Bending of Light in the 1919 Eclipse Experiments: Einstein and Eddington

Part of the Science & Technology Education Library book series (CTISE, volume 36)

Britain's Royal Astronomical Society organized two expeditions to observe the 1919 eclipse of the sun in order to provide experimental evidence for Einstein's General Theory of Relativity. One of the parties (A.S. Eddington and E. Cottingham) was to observe the eclipse in Principe, an island off the coast of Africa, and the other (A. Crommelin and C. Davidson) in Sobral, Brazil. Complete report of the expeditions was published by Dyson et al. (1920). Nevertheless, a review of the literature shows that not only were the expeditions difficult to conduct, but the data produced also generated considerable amount of controversy even up to the present (Brush, 1989, 1999; Collins & Pinch 1993, 1998; Earman & Glymour, 1980; Hentschel, 1992; Hudson, 2003; Mayo, 2003; Moyer, 1979; Sachs, 1988; Sponsel, 2002; Stanley, 2003; Will, 1990).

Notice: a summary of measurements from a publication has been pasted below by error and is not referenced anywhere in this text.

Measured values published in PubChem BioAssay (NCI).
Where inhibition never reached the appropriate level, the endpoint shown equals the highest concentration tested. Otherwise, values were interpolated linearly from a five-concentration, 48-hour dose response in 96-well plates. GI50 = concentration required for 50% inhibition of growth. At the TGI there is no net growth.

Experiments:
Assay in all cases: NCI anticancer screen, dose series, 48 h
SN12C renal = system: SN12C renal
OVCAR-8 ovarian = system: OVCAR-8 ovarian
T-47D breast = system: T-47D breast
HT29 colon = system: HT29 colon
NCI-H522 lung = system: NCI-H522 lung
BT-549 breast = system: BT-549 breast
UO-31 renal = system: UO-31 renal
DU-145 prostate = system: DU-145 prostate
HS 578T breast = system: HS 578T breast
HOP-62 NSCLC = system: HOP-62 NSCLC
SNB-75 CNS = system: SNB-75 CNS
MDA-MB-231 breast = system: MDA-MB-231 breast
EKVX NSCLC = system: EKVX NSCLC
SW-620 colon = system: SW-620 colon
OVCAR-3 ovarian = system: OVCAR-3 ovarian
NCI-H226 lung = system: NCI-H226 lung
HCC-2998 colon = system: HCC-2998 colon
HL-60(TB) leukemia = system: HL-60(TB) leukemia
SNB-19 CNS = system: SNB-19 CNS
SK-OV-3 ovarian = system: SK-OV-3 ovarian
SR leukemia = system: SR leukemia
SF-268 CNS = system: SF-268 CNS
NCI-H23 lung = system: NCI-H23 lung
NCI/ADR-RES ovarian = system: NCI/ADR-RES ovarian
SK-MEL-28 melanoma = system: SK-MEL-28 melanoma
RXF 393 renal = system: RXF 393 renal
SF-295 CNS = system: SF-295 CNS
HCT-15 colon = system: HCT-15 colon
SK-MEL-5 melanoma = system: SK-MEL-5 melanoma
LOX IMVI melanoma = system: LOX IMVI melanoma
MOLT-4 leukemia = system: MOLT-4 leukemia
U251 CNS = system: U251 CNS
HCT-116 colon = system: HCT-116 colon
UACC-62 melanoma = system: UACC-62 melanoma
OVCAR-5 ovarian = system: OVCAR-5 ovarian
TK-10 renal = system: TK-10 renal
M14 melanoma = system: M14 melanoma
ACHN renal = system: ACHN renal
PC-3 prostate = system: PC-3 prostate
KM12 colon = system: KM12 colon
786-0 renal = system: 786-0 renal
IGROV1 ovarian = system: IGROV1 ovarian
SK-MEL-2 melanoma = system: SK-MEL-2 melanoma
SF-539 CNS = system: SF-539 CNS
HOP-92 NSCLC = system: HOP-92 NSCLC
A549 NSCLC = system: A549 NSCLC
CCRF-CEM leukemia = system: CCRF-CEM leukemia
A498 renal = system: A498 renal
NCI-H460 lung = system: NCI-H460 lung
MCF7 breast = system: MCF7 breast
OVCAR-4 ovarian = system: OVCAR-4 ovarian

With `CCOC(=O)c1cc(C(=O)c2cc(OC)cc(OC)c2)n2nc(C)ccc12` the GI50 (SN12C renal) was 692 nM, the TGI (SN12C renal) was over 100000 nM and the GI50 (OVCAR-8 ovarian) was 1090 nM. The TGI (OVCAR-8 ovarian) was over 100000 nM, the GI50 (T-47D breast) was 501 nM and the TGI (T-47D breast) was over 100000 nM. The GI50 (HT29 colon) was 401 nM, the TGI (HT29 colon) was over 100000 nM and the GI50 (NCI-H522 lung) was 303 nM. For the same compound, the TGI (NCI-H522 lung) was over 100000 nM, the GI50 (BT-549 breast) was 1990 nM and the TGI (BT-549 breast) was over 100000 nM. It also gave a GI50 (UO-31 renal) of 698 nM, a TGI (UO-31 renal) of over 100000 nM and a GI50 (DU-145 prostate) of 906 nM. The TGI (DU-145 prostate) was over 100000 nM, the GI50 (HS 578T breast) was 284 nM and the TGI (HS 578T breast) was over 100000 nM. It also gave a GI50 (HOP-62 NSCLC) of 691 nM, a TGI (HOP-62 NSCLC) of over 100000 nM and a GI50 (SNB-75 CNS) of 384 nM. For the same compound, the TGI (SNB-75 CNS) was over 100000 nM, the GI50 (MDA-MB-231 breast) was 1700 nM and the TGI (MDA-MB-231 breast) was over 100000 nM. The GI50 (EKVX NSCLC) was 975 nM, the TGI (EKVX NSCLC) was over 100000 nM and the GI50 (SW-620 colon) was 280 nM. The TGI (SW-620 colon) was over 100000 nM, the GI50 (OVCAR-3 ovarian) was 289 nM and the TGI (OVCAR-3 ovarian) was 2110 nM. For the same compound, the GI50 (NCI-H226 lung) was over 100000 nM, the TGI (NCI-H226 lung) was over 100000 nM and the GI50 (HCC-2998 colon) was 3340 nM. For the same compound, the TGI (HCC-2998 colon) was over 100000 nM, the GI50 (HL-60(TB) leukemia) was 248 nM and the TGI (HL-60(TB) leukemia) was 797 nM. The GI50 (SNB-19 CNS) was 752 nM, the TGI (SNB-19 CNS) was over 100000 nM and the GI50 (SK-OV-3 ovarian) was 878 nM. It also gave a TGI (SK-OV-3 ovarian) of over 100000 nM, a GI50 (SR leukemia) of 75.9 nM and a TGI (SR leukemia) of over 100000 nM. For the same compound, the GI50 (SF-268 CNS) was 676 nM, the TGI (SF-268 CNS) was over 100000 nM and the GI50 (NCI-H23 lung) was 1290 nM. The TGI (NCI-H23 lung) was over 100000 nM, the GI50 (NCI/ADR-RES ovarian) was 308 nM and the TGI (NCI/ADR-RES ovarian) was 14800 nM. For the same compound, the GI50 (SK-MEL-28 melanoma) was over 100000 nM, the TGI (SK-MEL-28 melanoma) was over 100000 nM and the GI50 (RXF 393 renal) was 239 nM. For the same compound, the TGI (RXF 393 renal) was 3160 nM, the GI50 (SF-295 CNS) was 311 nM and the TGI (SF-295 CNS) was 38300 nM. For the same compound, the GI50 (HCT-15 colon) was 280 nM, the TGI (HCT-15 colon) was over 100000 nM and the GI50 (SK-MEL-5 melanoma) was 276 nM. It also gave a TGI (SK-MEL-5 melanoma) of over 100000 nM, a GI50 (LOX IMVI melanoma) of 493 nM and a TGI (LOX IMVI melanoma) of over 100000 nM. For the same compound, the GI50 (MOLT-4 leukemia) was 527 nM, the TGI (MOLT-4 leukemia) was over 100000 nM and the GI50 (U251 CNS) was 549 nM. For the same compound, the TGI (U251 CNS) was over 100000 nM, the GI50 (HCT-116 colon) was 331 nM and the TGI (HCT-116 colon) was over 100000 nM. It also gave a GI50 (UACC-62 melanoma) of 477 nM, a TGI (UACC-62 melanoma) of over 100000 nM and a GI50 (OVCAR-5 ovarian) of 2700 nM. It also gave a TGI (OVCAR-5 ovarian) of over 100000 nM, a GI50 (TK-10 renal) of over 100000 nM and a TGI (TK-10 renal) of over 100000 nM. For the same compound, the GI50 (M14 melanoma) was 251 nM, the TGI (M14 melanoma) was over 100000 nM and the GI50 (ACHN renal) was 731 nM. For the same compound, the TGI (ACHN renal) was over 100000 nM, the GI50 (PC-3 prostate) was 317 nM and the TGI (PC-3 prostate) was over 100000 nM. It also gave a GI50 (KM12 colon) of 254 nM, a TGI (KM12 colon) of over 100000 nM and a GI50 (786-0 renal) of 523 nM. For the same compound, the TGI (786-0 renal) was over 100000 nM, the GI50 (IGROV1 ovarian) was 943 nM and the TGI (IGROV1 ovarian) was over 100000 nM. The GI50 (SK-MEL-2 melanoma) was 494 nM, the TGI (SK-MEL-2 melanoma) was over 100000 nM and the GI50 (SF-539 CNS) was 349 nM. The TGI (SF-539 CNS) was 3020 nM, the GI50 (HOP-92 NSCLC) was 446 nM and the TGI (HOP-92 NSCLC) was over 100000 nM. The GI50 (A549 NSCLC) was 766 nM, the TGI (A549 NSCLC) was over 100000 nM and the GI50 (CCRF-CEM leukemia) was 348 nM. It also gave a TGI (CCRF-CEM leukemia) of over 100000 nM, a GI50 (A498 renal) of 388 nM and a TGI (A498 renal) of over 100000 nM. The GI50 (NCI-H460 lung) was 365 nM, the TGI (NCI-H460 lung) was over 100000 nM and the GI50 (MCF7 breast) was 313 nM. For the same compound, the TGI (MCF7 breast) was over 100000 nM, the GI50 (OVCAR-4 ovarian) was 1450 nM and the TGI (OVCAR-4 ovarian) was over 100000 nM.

Frank Watson Dyson, the Astronomer Royal, and Arthur Stanley Eddington played leading roles in the organization of the expeditions and later in the interpretation of the results, in order to provide support for Einstein's General Theory of Relativity. According to Dyson et al. (1920), “The purpose of the expeditions was to determine what effect, if any, is produced by a gravitational field on the path of a ray of light traversing it” (p. 291), and expected the following possible alternative results: (a) the path of a ray of light is uninfluenced by gravitation; (b) the energy or mass of light is subject to Newton's law of gravitation, which leads to a deflection of 0.87″; (c) the course of a ray of light is in accordance with Einstein's General Theory of Relativity, which leads to a deflection of 1.75″. The predictions of both Newton's and Einstein's values for deflection of light in the sun's gravitational field were well known in the literature before the expeditions were undertaken. Both Dyson and Eddington took particular care to inform the public through the popular press, with respect to how results from the eclipse expeditions would help to corroborate either of the two theories, viz., Newton's or Einstein's (cf. Sponsel, 2002).


Solar Eclipse Original Emphasis Salient Aspect Eclipse Experiment Eclipse Expedition 
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© Springer Science + Business Media B.V. 2009

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